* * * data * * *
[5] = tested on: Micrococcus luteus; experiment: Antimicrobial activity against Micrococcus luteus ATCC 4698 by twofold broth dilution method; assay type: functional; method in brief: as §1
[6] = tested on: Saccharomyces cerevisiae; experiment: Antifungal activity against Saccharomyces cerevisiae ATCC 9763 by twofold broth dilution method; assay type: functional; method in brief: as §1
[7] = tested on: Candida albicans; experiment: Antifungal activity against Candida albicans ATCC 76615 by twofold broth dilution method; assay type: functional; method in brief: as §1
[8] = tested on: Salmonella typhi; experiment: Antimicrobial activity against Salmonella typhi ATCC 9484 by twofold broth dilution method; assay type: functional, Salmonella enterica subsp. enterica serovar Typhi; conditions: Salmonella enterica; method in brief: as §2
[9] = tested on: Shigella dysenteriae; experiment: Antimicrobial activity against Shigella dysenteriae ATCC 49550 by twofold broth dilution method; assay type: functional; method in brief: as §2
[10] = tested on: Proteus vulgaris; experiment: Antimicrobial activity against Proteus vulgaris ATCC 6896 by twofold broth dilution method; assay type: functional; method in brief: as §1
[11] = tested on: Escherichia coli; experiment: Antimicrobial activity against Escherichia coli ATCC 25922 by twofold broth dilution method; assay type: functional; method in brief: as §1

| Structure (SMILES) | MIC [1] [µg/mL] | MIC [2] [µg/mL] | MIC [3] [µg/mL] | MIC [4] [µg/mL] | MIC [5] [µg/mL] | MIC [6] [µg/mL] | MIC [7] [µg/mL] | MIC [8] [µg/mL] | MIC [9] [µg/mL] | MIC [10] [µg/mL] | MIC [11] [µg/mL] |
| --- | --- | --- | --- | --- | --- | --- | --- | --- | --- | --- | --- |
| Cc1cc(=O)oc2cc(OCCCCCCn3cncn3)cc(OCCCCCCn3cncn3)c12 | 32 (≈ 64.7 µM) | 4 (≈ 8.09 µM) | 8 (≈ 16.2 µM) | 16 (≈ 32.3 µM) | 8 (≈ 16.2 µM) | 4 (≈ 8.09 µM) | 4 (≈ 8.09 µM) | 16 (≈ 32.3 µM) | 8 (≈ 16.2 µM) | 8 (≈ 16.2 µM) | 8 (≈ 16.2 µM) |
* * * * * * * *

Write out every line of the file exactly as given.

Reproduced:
[5] = tested on: Micrococcus luteus; experiment: Antimicrobial activity against Micrococcus luteus ATCC 4698 by twofold broth dilution method; assay type: functional; method in brief: as §1
[6] = tested on: Saccharomyces cerevisiae; experiment: Antifungal activity against Saccharomyces cerevisiae ATCC 9763 by twofold broth dilution method; assay type: functional; method in brief: as §1
[7] = tested on: Candida albicans; experiment: Antifungal activity against Candida albicans ATCC 76615 by twofold broth dilution method; assay type: functional; method in brief: as §1
[8] = tested on: Salmonella typhi; experiment: Antimicrobial activity against Salmonella typhi ATCC 9484 by twofold broth dilution method; assay type: functional, Salmonella enterica subsp. enterica serovar Typhi; conditions: Salmonella enterica; method in brief: as §2
[9] = tested on: Shigella dysenteriae; experiment: Antimicrobial activity against Shigella dysenteriae ATCC 49550 by twofold broth dilution method; assay type: functional; method in brief: as §2
[10] = tested on: Proteus vulgaris; experiment: Antimicrobial activity against Proteus vulgaris ATCC 6896 by twofold broth dilution method; assay type: functional; method in brief: as §1
[11] = tested on: Escherichia coli; experiment: Antimicrobial activity against Escherichia coli ATCC 25922 by twofold broth dilution method; assay type: functional; method in brief: as §1

| Structure (SMILES) | MIC [1] [µg/mL] | MIC [2] [µg/mL] | MIC [3] [µg/mL] | MIC [4] [µg/mL] | MIC [5] [µg/mL] | MIC [6] [µg/mL] | MIC [7] [µg/mL] | MIC [8] [µg/mL] | MIC [9] [µg/mL] | MIC [10] [µg/mL] | MIC [11] [µg/mL] |
| --- | --- | --- | --- | --- | --- | --- | --- | --- | --- | --- | --- |
| Cc1cc(=O)oc2cc(OCCCCCCn3cncn3)cc(OCCCCCCn3cncn3)c12 | 32 (≈ 64.7 µM) | 4 (≈ 8.09 µM) | 8 (≈ 16.2 µM) | 16 (≈ 32.3 µM) | 8 (≈ 16.2 µM) | 4 (≈ 8.09 µM) | 4 (≈ 8.09 µM) | 16 (≈ 32.3 µM) | 8 (≈ 16.2 µM) | 8 (≈ 16.2 µM) | 8 (≈ 16.2 µM) |